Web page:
Tongue Cancer Symptoms

What are some of the most common tongue cancer symptoms?

  • A sore on the tongue that does not heal
  • Pain in the mouth that doesn’t go away
  • A white or red patch on the tongue that does not go away
  • Trouble chewing or swallowing
  • Trouble moving the tongue
  • Numbness of the tongue
  • Unexplained bleeding from the tongue
  • Ear pain
  • Bad breath
  • Drooling and trouble swallowing saliva
  • Difficulty breathing and speaking

All of these tongue cancer symptoms can also be symptoms of many other less serious health problems. Having one (or many of them) does not necessarily mean that you have tongue cancer, although it could be an indication that you do or are at a high risk of developing tongue cancer.

I have some of these tongue cancer symptoms. What should I do now?

If you exhibit one or more of these tongue cancer symptoms and they persist for more than two weeks you should have them diagnosed and treated by a doctor or dentist. If your general doctor or dentist suspects any areas of concern he or she will refer you to a specialist for a more thorough exam and specialized tests.

If the dentist or doctor spots a potential pre-cancerous spot on the tongue he or she will first perform an exam of your entire mouth. During this thorough exam the doctor or dentist will check the roof and floor of your mouth, the back of your throat, the lymph nodes in your neck, the inside of your cheeks, your lips and the top, sides and underside of your tongue. He or she will be looking for red or white patches, lumps, swelling or any other unusual problems. The doctor may then use special dyes, lasers or another kind of special light to determine if the spot is possibly cancerous and if a biopsy is necessary. A biopsy must ultimately be taken and then be examined by a pathologist to determine if a spot is cancerous or not. Depending on the result of the biopsy your doctor may discuss with you the possible tongue cancer treatment options.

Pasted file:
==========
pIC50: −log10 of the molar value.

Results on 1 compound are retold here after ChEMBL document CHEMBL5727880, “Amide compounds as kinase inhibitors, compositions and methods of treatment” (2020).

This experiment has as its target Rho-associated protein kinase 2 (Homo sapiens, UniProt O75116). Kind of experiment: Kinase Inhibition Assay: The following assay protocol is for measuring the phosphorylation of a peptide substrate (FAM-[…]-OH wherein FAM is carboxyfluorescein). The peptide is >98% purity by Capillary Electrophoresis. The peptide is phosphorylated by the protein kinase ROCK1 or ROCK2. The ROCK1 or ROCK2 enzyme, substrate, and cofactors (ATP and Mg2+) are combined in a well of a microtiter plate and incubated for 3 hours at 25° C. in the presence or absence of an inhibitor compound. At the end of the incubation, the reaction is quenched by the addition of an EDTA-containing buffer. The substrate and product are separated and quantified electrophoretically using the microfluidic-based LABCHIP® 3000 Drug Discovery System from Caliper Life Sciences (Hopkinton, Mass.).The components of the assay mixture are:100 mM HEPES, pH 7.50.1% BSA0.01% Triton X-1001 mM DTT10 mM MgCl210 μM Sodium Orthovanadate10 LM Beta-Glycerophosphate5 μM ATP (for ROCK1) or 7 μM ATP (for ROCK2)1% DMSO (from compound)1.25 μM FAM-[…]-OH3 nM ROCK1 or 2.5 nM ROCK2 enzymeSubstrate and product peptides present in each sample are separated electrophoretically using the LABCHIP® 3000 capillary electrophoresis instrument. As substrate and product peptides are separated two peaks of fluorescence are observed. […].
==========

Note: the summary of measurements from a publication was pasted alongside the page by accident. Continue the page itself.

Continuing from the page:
CLICK HERE for more information on your tongue cancer treatment options.

Are you having a biopsy on a possible cancerous spot?

Here are some questions recommended by the National Cancer Institute to ask your doctor or dentist if he or she is going to perform a biopsy on your tongue.

  • Why do I need a biopsy?
  • How much tissue do you expect to remove?
  • How long will it take? Will I be awake? Will it hurt?
  • How soon will I know the results?
  • Are there any risks? What are the chances of infection or bleeding after the biopsy?
  • How should I care for the biopsy site afterward? How long will it take to heal?
  • Will I be able to eat and drink normally after the biopsy?
  • If I do have cancer, who will talk with me about treatment? When?

Want links to more information on tongue cancer symptoms?

Our area dedicated to Tongue Cancer Resources will connect you to additional sites and articles with tons of information on tongue cancer symptoms.

For more information on tongue cancer and tongue cancer symptoms visit our other pages filled with info on many areas of the disease and links to other sites with additional studies, articles and research.

References

Oral Cavity and Oropharyngeal Cancer. American Cancer Society. http://www.cancer.org/Cancer/OralCavityandOropharyngealCancer/DetailedGuide/index. Accessed January 4, 2012.

What you need to know about oral cancer. National Cancer Institute. http://www.cancer.gov/cancertopics/wyntk/oral/allpages. Accessed January 8, 2012.

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    All content on this site is for general information purposes only. It is not and should not be considered medical advice or used in place of the advice of a medical professional. Always seek the advice of a doctor or other professional for any medical condition.